As an ADHD coach I empower clients to set goals and action steps to meet those goals, to learn and use skills and strategies and to be accountable. Self-esteem rises as clients begin to experience success in achieving goals and improving their executive functioning skills. Parents in a coaching relationship learn new, more effective ways to interact with their children. Family relationships and harmony often improve.

The coaching partnership is the foundation and springboard for change. By listening without judgment and providing support, structure, strategies and skills I empower my clients to find ways to function that are more satisfying and productive.

I have been trained by JST Coaching in the model used by the Edge Foundation for coaching children, teens and college students with ADHD. In a study conducted during the 2009-2010 school year of students with ADHD at 10 postsecondary institutions across the United States the Edge model was shown to be highly effective. “This study demonstrated that coaching services provided according to the Edge model were highly effective in helping students improve their self-regulation, study skills and will. It helped to build students’ confidence and enhanced their organizational and time management skills. Participation in Edge coaching services resulted in improvement in students’ approach to learning. It also enhanced their sense of well-being and resulted in more positive emotional states, which have been linked by research (Fredrickson & Branigan, 2005) to more effective learning.

This study demonstrated that the coaching services provided according to the Edge model were a highly effective intervention to help students improve executive functioning and related skills as measured by the Learning and Study Strategies Inventory (LASSI; Weinstein & Palmer, 2002).”, page 3.

Who is a good candidate for coaching?

Anyone who wishes to make progress toward meeting goals and is willing to enter and use a collaborative relationship in order to do so is a good candidate for coaching. Children younger than 8 years old are not mature enough to benefit from a coaching relationship. Children between the ages of 8 and 12/13 have emerging skills that they can use in a coaching situation that involves their parents. As children develop and mature, they benefit from less parental involvement in the coaching. A separate parent coaching relationship can be beneficial.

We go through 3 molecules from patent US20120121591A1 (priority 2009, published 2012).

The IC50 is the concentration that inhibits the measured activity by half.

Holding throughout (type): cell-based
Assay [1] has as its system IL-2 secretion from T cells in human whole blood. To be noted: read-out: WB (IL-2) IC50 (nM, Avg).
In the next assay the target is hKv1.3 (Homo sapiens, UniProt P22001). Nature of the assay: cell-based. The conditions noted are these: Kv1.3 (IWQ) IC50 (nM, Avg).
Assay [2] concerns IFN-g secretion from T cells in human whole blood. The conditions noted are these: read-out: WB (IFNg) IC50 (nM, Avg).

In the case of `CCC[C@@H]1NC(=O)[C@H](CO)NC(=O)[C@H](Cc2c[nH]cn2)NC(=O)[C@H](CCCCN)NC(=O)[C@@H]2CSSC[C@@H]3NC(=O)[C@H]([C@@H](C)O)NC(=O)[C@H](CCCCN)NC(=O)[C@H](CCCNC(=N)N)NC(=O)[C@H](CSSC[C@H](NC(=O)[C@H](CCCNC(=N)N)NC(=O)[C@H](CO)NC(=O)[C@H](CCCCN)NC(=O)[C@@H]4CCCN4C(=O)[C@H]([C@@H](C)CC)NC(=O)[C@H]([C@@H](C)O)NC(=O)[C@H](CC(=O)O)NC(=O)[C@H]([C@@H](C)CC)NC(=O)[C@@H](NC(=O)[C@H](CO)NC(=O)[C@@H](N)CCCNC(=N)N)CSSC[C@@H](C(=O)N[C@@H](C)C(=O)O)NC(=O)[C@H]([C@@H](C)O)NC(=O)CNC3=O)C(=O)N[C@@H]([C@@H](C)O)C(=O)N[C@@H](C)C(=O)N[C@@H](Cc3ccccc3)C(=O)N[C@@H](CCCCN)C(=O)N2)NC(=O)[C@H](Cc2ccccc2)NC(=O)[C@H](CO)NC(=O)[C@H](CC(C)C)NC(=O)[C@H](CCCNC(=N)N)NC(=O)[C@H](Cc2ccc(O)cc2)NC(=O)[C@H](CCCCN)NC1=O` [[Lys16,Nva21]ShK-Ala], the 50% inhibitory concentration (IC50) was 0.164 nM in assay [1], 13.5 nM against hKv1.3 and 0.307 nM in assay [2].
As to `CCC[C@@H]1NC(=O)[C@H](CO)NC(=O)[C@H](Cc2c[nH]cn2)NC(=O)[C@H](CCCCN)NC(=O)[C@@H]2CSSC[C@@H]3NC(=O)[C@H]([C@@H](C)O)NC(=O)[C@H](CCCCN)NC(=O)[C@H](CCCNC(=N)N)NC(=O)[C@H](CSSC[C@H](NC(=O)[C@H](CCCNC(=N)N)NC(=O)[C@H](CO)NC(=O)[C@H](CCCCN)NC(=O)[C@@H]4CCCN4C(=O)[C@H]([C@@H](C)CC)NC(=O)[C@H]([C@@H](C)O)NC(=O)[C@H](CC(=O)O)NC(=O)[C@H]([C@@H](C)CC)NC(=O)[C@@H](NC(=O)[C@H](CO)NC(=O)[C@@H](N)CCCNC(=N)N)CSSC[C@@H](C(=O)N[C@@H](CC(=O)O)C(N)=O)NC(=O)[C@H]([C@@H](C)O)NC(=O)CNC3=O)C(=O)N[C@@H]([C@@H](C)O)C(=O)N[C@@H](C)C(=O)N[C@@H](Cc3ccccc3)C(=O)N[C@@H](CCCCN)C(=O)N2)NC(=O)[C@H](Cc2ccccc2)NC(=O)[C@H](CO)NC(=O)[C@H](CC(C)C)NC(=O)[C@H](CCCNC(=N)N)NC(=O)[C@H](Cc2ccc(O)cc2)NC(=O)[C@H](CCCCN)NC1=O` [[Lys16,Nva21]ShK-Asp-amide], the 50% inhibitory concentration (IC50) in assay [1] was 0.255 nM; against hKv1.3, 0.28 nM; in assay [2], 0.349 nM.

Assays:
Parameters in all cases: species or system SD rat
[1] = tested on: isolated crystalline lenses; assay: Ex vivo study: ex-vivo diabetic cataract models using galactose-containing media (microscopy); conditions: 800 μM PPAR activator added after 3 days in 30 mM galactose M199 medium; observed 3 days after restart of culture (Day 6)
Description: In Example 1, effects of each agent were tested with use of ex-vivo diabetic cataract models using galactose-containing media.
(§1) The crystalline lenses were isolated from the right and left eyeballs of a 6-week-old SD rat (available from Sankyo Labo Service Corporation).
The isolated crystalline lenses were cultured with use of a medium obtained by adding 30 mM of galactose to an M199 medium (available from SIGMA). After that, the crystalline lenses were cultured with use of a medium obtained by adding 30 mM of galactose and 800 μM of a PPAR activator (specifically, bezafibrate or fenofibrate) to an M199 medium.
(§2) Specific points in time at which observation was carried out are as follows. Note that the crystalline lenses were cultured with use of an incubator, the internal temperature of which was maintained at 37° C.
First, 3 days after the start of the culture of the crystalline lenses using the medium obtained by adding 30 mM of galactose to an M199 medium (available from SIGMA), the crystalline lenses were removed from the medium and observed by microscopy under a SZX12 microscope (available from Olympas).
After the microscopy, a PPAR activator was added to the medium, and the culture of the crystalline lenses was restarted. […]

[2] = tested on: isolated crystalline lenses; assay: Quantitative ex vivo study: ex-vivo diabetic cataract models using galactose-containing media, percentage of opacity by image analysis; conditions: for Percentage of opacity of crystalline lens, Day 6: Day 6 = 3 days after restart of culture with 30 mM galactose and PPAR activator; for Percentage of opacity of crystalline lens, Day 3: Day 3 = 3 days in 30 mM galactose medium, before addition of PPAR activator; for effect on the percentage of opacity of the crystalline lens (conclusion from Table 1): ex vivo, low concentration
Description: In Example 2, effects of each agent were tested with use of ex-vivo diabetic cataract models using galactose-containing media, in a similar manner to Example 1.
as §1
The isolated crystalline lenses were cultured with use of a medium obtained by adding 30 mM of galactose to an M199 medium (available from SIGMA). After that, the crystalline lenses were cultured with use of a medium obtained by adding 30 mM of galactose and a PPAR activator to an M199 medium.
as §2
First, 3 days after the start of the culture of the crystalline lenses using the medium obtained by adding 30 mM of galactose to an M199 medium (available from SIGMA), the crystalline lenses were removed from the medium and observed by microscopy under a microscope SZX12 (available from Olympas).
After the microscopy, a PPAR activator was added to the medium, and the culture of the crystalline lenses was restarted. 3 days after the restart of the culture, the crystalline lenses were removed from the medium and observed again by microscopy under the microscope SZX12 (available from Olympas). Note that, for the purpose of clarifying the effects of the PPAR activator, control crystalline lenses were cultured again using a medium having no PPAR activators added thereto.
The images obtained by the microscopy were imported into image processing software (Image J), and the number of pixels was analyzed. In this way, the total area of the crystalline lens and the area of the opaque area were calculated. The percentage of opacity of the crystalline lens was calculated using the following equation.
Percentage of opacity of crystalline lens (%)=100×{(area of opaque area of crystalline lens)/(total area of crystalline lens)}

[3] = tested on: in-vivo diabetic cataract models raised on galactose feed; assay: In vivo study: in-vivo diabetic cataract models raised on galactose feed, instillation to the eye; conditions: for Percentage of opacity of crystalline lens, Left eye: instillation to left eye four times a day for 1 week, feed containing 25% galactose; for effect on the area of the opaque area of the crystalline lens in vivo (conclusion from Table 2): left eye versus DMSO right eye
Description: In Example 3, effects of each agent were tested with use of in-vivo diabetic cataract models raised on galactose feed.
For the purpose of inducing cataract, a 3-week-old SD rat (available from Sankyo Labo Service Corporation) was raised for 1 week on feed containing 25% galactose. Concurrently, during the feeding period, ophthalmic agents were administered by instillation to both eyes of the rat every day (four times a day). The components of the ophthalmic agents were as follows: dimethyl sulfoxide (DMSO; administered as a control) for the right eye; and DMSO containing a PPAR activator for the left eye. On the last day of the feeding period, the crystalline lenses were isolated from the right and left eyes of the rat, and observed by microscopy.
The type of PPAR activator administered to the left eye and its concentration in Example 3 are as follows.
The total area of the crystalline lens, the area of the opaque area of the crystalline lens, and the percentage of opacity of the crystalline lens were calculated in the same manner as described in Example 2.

What type of clients do you work with?

My coaching training is specifically targeted to individuals and parents dealing with ADHD; however, many individuals experience difficulty with executive functioning and have trouble making progress toward meeting goals so a diagnosis of ADHD is not necessary. I work with a lot of parents – many of whom have children with ADHD but others whose children do not have this diagnosis.

What is the difference between coaching and therapy?

Coaching is a partnership between the coach and the client. The client sets the agenda. The focus of the sessions is on goal setting and developing strategies to meet those goals. Issues surrounding mental health and psychopathology are not the focus of coaching. Accountability to the coach is a key ingredient of the coaching relationship. The goal is to help the client improve performance and enhance their sense of satisfaction with their life. Coaching is not regulated by licensure, i.e. a license is not required to work as a coach.

Therapy is a relationship between a client and a therapist in which the therapist is the “expert” and the client is consulting the therapist for his/her expertise. The therapist largely determines the direction of the treatment, based on his/her theoretical orientation and the issues presented by the client. The focus of the sessions is on exploring the dynamics and emotional implications of the presenting issues and on symptom relief. The thoughts associated with the presenting issues are the predominant focus of Cognitive Behavioral Therapy (CBT). The goal of therapy is to increase insight and understanding of the psychological issues in order to change behavior as a route to improved mental health. The practice of psychotherapy is regulated by licensure – a license is required to conduct therapy or counseling in most settings.